re: Brocade Fires a Lawsuit at A10

This reminds me from a lawsuit from about 1998 -- a pre-emptive version of this suit, you might say. 


Company A was trying to block employees from moving to Company B, the argument being that the employees could not possibly work there without eventually giving up some kind of proprietary information.


On a philosophical level, you could argue that's correct. But if you stick to that reasoning, then no one can ever work for a company similar to their employer, ever again.


At the time, I'd intended to follow the lawsuit in case several others popped up, but it never happened, and I think Company A lost the case -- rightfully so. (I'm not 100% certain of the company names; going on long-term memory here.)

Pete Baldwin 12/5/2012 | 4:25:40 PM
re: Brocade Fires a Lawsuit at A10

Another court case to remember: Cadence/Avant.  (Proper company name was "Avant!," with the "!" representing an upside-down "i."  I'm not making this up.)


It was a big, years-long story for Mike Santarini at EE Times. Source code theft, to the point where even copied comments, including misspellings, were supposedly found in Avant! code. Cadence also tailed an employee and claimed to have found him handing floppy disks over to Avant! people (3.5" ones - this wasn't *that* long ago).  It wasn't just a long court case, it was nasty and personal between the CEOs.


I'm not saying A10 did anything like this. The optimist in me hopes they didn't.


As for Avant, the executives eventually pleaded no contest to criminal charges. But the company didn't die; it had built up too much of a customer base. Avant eventually got sold for about $300M.

paolo.franzoi 12/5/2012 | 4:25:39 PM
re: Brocade Fires a Lawsuit at A10

 


I thought the whole inevitable discovery thing went back to a Lucent employee who had to sit out a year or two.


seven


 

MikeSantarini 12/5/2012 | 4:25:39 PM
re: Brocade Fires a Lawsuit at A10

 


 





It does sound like déjà vu all over again. Of course, one would hope that folks learned a lesson from it but unfortunately the lesson they may have learned was that they can indeed get away with it. Avnt tied it up in court for years and while they were ultimately publicly humiliated by pleading no contest--all of the defendants in the Avanti walked away multi-millionaires and only one did hard time--and only a year or so. That person--Steven Wuu--also walked away a millionaire. Avanti had a rigged BoD that agreed to pay all the legal fees and criminal restitution for the individuals. I don’t know if BoD’s can get away with that in the post HSR SarBox era.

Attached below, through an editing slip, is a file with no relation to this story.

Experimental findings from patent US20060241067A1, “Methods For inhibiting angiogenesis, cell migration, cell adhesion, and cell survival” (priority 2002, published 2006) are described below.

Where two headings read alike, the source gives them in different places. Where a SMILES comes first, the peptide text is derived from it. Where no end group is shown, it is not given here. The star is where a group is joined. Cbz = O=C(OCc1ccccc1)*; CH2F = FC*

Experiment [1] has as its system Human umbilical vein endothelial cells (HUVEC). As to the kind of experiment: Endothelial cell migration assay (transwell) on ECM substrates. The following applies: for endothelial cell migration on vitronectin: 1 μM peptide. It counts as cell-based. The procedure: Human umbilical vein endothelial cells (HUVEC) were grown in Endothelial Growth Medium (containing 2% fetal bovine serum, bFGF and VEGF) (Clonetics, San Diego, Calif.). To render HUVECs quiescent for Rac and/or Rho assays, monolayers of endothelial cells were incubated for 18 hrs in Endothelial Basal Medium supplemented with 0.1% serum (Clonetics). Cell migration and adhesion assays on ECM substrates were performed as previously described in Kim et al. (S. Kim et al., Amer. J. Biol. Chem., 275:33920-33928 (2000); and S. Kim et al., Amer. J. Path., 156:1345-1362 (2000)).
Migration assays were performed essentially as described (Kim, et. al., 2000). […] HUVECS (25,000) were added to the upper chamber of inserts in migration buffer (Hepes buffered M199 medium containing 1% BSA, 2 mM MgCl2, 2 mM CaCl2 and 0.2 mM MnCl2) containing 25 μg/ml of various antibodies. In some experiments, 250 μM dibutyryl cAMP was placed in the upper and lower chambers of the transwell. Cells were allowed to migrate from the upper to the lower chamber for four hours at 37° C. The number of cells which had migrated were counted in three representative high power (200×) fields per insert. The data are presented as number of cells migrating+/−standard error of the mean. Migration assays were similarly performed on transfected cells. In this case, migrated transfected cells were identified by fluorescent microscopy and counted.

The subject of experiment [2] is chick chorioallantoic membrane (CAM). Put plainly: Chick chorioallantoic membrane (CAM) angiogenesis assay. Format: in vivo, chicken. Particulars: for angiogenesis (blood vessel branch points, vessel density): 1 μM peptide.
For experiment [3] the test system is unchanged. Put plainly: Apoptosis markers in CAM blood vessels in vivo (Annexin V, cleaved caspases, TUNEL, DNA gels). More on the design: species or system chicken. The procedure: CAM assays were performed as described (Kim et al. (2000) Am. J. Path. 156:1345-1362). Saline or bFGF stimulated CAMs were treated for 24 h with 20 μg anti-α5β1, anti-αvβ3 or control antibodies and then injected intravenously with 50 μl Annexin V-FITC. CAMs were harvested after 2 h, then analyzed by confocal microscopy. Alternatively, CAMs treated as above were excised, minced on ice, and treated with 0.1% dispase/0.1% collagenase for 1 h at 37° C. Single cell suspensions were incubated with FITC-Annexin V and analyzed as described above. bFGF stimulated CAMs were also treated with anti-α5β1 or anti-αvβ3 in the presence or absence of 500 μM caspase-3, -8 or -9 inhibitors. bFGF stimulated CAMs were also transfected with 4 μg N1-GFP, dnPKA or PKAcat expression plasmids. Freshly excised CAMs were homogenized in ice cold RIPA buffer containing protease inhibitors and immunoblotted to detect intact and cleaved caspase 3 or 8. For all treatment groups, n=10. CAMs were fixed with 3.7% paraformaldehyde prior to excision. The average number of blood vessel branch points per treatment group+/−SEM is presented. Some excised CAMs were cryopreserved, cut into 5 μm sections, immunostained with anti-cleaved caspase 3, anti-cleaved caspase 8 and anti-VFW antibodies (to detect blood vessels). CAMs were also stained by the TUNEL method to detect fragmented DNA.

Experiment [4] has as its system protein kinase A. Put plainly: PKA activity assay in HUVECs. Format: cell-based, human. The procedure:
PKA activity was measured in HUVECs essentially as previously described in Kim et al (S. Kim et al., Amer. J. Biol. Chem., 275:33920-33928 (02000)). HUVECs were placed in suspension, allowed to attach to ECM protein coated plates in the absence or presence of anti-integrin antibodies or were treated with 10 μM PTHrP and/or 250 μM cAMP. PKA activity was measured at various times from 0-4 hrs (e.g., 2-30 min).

Keep on with the good fight, amigo,


Mike





 


 

Pete Baldwin 12/5/2012 | 4:25:38 PM
re: Brocade Fires a Lawsuit at A10

> I thought the whole inevitable discovery thing went back to a Lucent employee who had to sit out a year or two.


Could be.  I was just citing the first case of it that I'd run into.  My impression is that it was an attempt by a big company to shut down a new competitor.


(to clarify, for anyone joining late: I'm talking here about the "Company A" case cited below, not the crazy Cadence/Avant thing.)

Pete Baldwin 12/5/2012 | 4:24:41 PM
re: Brocade Fires a Lawsuit at A10

I made a tweak to some of the descriptions, adding job history to point out that one of the engineer defendants supposedly works at A10, while another does not.

Pete Baldwin 12/5/2012 | 4:22:02 PM
re: Brocade Fires a Lawsuit at A10

Today (Oct. 4), A10 issued a press release responding to this case, and the F5 suit:


http://www.lightreading.com/document.asp?doc_id=197937